189 pages | Published 1998, reprinted 2006 | PDF Edition
 
Webinar Memberships/Subscriptions
Webinar Members get:
  • On-demand access to the entire webinar archives (now 519 classes, 720 hours of genealogy education)
  • On-demand access to the instructor handouts (now 2,427 pages)
  • On-demand access to the live webinars' chat logs
  • 5% off all products at www.FamilyTreeWebinars.com (must be logged in at checkout)
  • Access to all future recordings for the duration of their membership
  • Chance for a members-only door prize during each live webinar
  • Access to register for bonus members-only webinars
  • Ability to view which webinars you are registered for
  • Use of the playlist, resume watching, and jump-to features
Introductory pricing:
  • Annual membership: $49.95/year
  • Monthly membership: $9.95/month
Register for our upcoming webinars (free)
  • Researching Your Minnesota Ancestors by Paula Stuart-Warren, CG, FMGS, FUGA. June 7.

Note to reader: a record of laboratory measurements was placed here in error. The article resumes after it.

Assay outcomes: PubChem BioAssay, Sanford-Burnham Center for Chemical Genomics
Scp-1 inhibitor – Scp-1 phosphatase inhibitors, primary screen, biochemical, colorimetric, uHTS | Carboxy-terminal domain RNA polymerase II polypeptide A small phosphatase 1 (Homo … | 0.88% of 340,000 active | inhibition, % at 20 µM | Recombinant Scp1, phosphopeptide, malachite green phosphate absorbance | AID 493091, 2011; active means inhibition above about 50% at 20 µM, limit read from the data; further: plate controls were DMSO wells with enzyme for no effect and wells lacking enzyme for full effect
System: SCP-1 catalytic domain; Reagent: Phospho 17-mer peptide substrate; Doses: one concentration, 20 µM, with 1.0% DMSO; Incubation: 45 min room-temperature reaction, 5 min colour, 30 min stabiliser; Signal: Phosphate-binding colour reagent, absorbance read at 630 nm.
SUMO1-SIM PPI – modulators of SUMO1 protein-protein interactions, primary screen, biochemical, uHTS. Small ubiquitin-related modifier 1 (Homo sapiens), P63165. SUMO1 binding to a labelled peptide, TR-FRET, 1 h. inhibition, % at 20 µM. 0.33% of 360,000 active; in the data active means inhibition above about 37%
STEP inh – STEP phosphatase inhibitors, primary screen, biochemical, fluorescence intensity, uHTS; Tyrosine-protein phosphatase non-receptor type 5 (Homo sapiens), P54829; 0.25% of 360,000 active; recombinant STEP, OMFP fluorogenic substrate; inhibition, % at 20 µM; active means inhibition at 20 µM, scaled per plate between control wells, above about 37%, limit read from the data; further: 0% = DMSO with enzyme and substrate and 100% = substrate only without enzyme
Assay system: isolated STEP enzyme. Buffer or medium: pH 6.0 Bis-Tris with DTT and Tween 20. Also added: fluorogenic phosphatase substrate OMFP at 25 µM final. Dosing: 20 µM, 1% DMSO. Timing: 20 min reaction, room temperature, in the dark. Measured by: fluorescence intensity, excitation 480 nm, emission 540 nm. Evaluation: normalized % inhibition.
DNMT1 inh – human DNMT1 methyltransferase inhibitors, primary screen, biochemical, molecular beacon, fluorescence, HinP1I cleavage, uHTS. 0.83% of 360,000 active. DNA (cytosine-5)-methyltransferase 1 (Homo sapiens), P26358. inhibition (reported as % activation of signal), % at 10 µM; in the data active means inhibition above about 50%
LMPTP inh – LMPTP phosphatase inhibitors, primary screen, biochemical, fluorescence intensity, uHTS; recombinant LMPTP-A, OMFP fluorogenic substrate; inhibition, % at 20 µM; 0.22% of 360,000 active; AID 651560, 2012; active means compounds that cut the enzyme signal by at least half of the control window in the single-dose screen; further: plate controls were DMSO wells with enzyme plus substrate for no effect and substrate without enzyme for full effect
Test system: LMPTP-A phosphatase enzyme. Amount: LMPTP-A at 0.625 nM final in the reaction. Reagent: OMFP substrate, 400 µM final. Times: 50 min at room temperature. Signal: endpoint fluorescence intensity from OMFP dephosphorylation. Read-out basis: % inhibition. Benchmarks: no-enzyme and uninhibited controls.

• How Harry Potter Can Teach You About DNA by Blaine Bettinger. June 14.
  • What Now? Your Next Steps with Autosomal DNA Testing by Diahan Southard. June 16.
  • Beating the Bushes: Using the GPS to Find Jacob Bush's Father by Elissa Scalise Powell, CG, CGL. June 20.
  • Virtual Family Reunions: Super Easy, Super Fun by Pat Richley and Russ Worthington. June 21.
  • Canada's Top 10 by Kathryn Lake Hogan. June 28.
  • Censational Census Strategies by Mary Kircher Roddy. July 5.
  • Google Books: the tool you should use every day! by Lisa Louise Cooke. July 12.
  • Tips for Snapping Pics: How to Take Perfect Family Photographs by Jared Hodges. July 14.
  • Analyzing Documents Sparks Ideas for Further Research by Angela Packer McGhie, CG. July 18.
  • The Firelands, The Connecticut Western Reserve, and the Ohio Territory by Peggy Clemens Lauritzen, AG. July 19.
  • Family History Adhesive: The Science of Why History Binds Families and the Simple Tech of How to Do It by Janet Hovorka. July 26.
  • Tracing Your West Country Ancestors by Kirsty Gray. August 2.
  • A Taxing Matter: Using Tax Lists in Genealogy by Judy G. Russell, JD, CG, CGL. August 9.
  • Using Pictures with Legacy Family Tree by Geoff Rasmussen. August 11.
  • Analyzing Probate Records of Slaveholders to Identify Enslaved Ancestors by LaBrenda Garrett-Nelson, JD, LLM, CG. August 15.
  • Finding Your Ancestors in German Directories by Ursula C. Krause. August 16.